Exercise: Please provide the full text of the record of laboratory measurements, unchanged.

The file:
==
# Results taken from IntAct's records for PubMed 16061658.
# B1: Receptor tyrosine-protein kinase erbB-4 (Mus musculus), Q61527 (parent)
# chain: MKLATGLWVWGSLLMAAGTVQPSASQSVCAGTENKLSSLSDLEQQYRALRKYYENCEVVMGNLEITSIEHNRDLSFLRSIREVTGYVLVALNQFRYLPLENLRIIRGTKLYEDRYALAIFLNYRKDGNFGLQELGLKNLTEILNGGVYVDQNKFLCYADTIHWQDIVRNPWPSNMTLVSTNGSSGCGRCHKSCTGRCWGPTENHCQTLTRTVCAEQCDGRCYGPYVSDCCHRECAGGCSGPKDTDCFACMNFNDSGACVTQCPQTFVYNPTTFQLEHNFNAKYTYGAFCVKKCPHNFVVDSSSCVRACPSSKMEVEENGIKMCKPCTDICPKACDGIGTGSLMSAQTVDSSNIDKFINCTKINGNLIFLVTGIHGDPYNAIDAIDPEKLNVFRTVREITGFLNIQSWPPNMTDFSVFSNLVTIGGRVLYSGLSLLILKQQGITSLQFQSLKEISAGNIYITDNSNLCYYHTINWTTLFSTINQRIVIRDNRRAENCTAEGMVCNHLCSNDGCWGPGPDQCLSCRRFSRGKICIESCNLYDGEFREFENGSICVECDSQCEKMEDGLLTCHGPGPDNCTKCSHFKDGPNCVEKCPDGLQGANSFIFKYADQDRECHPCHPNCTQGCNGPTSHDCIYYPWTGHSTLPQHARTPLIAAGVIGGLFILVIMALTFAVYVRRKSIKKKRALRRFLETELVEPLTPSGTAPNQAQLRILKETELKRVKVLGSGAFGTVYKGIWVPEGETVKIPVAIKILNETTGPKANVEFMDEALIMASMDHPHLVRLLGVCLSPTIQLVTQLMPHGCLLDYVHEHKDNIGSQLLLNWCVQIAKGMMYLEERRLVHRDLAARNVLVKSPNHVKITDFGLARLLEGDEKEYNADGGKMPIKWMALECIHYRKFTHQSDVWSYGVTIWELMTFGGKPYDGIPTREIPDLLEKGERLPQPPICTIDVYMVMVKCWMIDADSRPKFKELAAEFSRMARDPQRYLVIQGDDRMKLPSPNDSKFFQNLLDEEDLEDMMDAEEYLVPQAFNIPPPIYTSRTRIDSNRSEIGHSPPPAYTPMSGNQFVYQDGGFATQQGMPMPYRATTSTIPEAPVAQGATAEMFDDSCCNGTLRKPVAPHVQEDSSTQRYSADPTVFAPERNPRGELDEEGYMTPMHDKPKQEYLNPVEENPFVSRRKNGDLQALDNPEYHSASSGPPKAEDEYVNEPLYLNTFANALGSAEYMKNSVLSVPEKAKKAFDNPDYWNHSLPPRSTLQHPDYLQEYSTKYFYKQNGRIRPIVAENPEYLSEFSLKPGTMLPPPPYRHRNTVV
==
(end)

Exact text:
# Results taken from IntAct's records for PubMed 16061658.
# B1: Receptor tyrosine-protein kinase erbB-4 (Mus musculus), Q61527 (parent)
# chain: MKLATGLWVWGSLLMAAGTVQPSASQSVCAGTENKLSSLSDLEQQYRALRKYYENCEVVMGNLEITSIEHNRDLSFLRSIREVTGYVLVALNQFRYLPLENLRIIRGTKLYEDRYALAIFLNYRKDGNFGLQELGLKNLTEILNGGVYVDQNKFLCYADTIHWQDIVRNPWPSNMTLVSTNGSSGCGRCHKSCTGRCWGPTENHCQTLTRTVCAEQCDGRCYGPYVSDCCHRECAGGCSGPKDTDCFACMNFNDSGACVTQCPQTFVYNPTTFQLEHNFNAKYTYGAFCVKKCPHNFVVDSSSCVRACPSSKMEVEENGIKMCKPCTDICPKACDGIGTGSLMSAQTVDSSNIDKFINCTKINGNLIFLVTGIHGDPYNAIDAIDPEKLNVFRTVREITGFLNIQSWPPNMTDFSVFSNLVTIGGRVLYSGLSLLILKQQGITSLQFQSLKEISAGNIYITDNSNLCYYHTINWTTLFSTINQRIVIRDNRRAENCTAEGMVCNHLCSNDGCWGPGPDQCLSCRRFSRGKICIESCNLYDGEFREFENGSICVECDSQCEKMEDGLLTCHGPGPDNCTKCSHFKDGPNCVEKCPDGLQGANSFIFKYADQDRECHPCHPNCTQGCNGPTSHDCIYYPWTGHSTLPQHARTPLIAAGVIGGLFILVIMALTFAVYVRRKSIKKKRALRRFLETELVEPLTPSGTAPNQAQLRILKETELKRVKVLGSGAFGTVYKGIWVPEGETVKIPVAIKILNETTGPKANVEFMDEALIMASMDHPHLVRLLGVCLSPTIQLVTQLMPHGCLLDYVHEHKDNIGSQLLLNWCVQIAKGMMYLEERRLVHRDLAARNVLVKSPNHVKITDFGLARLLEGDEKEYNADGGKMPIKWMALECIHYRKFTHQSDVWSYGVTIWELMTFGGKPYDGIPTREIPDLLEKGERLPQPPICTIDVYMVMVKCWMIDADSRPKFKELAAEFSRMARDPQRYLVIQGDDRMKLPSPNDSKFFQNLLDEEDLEDMMDAEEYLVPQAFNIPPPIYTSRTRIDSNRSEIGHSPPPAYTPMSGNQFVYQDGGFATQQGMPMPYRATTSTIPEAPVAQGATAEMFDDSCCNGTLRKPVAPHVQEDSSTQRYSADPTVFAPERNPRGELDEEGYMTPMHDKPKQEYLNPVEENPFVSRRKNGDLQALDNPEYHSASSGPPKAEDEYVNEPLYLNTFANALGSAEYMKNSVLSVPEKAKKAFDNPDYWNHSLPPRSTLQHPDYLQEYSTKYFYKQNGRIRPIVAENPEYLSEFSLKPGTMLPPPPYRHRNTVV